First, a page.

The Rough Assemblage

Over the years, I’ve run across many projects that were just a pile of footage. If you don’t know what you’re doing, that’s what you might end up with.

And sometimes, I’ve been asked whether I could take the footage and create a film for the befuddled filmmakers. I explain that is harder to do that than if I were to start from the beginning.

40 hours of film footage translates to 40 hours of my time – a weeks worth of work.

Documentaries are usually character-driven. The words of the people in the film create the narrative, the script – the words come either from interviews or they are taken from veritĂ© b-roll.

If you film interviews, it’s important to make transcripts and put them into notebooks. Also, log the field tapes by pulling the bites and transcribing those. Transcripts are invaluable because you might need to edit bites. Sometimes you will need a word that the interviewee has said, in order to help your editing. Any MS Word document can be searched for a single word – then you find it in your footage.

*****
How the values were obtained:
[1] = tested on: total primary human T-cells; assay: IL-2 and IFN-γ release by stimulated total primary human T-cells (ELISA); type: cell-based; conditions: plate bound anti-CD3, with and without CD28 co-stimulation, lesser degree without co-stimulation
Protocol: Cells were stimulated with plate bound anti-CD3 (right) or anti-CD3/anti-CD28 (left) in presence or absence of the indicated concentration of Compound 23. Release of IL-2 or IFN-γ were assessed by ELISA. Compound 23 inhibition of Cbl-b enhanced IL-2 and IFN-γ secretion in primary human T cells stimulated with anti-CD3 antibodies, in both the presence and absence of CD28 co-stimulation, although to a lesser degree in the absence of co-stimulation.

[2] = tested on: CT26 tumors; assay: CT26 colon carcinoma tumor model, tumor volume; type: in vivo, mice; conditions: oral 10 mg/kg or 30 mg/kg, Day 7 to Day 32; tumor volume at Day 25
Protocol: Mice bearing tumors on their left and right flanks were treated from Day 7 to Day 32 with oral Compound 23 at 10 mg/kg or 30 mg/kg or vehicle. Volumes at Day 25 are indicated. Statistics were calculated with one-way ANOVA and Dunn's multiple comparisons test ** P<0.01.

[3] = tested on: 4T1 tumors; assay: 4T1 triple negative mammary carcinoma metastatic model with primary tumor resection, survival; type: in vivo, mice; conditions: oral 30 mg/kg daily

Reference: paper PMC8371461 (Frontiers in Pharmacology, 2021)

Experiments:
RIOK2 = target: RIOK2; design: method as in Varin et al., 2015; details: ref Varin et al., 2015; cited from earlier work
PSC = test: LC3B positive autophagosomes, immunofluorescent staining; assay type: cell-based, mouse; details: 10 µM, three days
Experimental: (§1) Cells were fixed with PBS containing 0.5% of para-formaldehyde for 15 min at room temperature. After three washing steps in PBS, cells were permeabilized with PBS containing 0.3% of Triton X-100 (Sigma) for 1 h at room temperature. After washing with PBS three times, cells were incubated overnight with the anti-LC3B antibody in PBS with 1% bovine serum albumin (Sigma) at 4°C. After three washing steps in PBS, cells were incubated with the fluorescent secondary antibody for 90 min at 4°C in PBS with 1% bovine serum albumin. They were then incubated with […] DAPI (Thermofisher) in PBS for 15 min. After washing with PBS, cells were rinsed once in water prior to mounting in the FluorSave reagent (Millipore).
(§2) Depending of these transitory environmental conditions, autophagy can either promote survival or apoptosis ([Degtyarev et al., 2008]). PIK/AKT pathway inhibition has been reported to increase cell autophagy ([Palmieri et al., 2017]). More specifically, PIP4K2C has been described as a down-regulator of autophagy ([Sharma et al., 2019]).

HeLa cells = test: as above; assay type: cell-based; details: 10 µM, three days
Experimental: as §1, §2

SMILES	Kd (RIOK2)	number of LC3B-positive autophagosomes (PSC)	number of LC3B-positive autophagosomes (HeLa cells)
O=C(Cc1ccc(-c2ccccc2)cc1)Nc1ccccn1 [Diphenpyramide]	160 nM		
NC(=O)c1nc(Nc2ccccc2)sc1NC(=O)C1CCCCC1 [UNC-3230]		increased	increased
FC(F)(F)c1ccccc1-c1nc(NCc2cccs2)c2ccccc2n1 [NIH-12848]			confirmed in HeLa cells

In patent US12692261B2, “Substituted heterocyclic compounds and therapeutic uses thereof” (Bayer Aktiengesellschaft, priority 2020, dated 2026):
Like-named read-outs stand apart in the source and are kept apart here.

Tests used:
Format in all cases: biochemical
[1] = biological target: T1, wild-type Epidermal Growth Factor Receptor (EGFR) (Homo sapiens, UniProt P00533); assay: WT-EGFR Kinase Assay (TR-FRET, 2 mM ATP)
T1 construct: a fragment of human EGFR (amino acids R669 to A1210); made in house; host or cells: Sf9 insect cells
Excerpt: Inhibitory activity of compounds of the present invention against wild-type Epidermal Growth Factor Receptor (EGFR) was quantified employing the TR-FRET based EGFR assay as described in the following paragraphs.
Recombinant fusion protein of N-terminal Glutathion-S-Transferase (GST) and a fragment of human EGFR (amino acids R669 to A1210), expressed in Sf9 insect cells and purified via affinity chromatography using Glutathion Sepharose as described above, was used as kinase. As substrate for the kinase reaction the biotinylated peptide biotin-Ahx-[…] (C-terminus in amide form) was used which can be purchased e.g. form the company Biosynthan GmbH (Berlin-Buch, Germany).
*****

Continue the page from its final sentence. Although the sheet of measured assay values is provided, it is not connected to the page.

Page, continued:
For each paragraph or subject on a transcript of an interview, make a notation off to the side as to what that bite is about. This segment is about HISTORY. This segment is about CHILDHOOD. This segment is about FOOD and on and on. You will find that most of the interview can be separated into subjects or segments.

Once you’re ready to edit, you create what is called a Rough Assemblage. You can either arrange the segments chronologically (if it’s a period piece, or a biography, for instance) or you can group them by subject. Or you group them by how they go together to tell your story.

Then you make what’s called a Paper Cut. You just edit to the paper script. Once you play it back, it really starts to take on a life of its own and feed your imagination.